Nov 20 - Spain's economy is on a strong enough recovery path to achieve three more years of deficit reduction without further spending cuts or tax hikes. That's according to the treasury minister, but as Joanna Partridge reports many Spaniards aren't convinced.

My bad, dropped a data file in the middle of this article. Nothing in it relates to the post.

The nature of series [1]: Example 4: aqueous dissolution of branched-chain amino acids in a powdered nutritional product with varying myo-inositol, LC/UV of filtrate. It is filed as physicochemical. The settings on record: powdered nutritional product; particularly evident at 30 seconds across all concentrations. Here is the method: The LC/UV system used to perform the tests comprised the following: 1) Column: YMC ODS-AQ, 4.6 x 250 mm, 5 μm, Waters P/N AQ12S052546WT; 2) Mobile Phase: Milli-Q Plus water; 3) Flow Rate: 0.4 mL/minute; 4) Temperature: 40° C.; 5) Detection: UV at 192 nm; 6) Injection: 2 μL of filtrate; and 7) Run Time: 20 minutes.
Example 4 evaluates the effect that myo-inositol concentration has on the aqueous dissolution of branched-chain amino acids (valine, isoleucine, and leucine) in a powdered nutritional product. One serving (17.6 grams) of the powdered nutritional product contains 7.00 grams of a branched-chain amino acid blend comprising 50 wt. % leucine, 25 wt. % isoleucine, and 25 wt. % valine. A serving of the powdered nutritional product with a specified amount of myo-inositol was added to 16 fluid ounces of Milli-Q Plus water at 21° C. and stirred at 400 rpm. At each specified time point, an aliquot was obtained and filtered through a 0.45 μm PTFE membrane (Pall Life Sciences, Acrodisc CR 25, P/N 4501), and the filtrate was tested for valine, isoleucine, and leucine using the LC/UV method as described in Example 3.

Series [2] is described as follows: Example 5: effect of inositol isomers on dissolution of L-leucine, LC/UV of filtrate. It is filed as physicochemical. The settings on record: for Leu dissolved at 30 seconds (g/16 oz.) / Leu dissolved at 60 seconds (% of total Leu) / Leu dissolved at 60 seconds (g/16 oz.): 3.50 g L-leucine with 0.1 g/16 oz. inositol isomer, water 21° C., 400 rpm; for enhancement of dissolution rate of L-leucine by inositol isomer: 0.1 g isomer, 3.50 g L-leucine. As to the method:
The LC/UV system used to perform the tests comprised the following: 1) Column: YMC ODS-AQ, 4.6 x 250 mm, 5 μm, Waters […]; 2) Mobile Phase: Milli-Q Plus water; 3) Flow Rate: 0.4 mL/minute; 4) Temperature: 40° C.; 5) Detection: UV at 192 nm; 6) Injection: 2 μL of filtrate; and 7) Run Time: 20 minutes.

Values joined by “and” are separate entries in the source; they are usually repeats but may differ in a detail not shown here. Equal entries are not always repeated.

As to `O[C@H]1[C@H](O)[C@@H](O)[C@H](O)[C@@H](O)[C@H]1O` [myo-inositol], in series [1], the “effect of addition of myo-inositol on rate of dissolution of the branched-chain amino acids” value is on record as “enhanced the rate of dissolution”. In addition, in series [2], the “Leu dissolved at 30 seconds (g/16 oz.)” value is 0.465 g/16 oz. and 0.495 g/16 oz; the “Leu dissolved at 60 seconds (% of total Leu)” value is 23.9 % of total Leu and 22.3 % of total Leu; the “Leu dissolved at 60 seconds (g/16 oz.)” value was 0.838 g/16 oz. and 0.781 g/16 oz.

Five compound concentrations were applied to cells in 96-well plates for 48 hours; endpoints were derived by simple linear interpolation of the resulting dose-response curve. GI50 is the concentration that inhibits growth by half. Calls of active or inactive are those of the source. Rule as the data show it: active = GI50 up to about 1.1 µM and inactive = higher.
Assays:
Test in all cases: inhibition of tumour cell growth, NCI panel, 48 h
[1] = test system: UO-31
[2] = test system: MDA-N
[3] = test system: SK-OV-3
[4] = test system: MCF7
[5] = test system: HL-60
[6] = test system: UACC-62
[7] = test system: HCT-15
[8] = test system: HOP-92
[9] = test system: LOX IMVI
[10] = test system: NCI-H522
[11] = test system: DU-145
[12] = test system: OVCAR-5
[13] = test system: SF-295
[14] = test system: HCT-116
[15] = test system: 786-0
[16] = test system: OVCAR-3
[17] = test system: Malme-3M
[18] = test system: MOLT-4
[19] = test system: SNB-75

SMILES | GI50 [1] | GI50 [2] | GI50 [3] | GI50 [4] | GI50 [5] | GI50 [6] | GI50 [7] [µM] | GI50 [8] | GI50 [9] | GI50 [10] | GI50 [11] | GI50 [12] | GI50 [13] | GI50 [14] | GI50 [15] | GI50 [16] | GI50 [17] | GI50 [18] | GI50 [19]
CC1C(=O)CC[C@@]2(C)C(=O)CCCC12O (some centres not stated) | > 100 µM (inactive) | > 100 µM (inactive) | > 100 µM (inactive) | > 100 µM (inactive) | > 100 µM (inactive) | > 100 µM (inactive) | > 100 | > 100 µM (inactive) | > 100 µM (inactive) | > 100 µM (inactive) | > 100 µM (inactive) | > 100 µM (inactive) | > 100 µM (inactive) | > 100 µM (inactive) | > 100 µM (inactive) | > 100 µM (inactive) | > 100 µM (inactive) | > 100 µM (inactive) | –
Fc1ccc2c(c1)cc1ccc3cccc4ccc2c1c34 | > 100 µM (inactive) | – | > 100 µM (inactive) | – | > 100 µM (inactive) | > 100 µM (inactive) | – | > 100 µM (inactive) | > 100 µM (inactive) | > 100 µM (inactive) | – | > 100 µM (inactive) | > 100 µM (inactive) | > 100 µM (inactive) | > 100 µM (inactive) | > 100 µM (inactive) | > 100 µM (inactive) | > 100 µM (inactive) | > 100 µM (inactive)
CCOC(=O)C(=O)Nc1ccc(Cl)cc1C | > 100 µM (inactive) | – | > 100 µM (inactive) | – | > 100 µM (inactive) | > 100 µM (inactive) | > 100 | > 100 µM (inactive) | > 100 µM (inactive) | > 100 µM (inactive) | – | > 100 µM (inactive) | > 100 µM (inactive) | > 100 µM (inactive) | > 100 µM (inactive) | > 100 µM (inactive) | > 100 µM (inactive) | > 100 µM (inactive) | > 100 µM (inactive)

A country where over half of under 25s are unemployed. These young people are still studying. But they say the government's public spending cuts are hurting the education system - and took their protest to the education ministry. (SOUNDBITE)(Spanish) UNIVERSITY STUDENT, MARIO, SAYING: "Public education is being privatised. It's not visible, but it is happening. This is going to lead to a situation where only rich people will be able to study, and the working class, like me, won't." The government says education reforms will improve standards. It believes more rigorous testing of students will make young people more attractive to hire. The protest comes as Spain's economy appears to be turning a corner. It recently emerged from recession. Its treasury minister has told Reuters the recovery is now strong enough to enable it to reduce the deficit over the next three years, without the need for more spending cuts or tax hikes. Spain's exports are growing - and it's been helped by the European Central Bank's recent rate cut. Madrid's borrowing costs have dropped sharply from the record highs reached during the darkest days of the debt crisis. Challenges remain - like tackling household and corporate debt and getting people back to work. But the outlook's certainly improved - even if some Spaniards need convincing.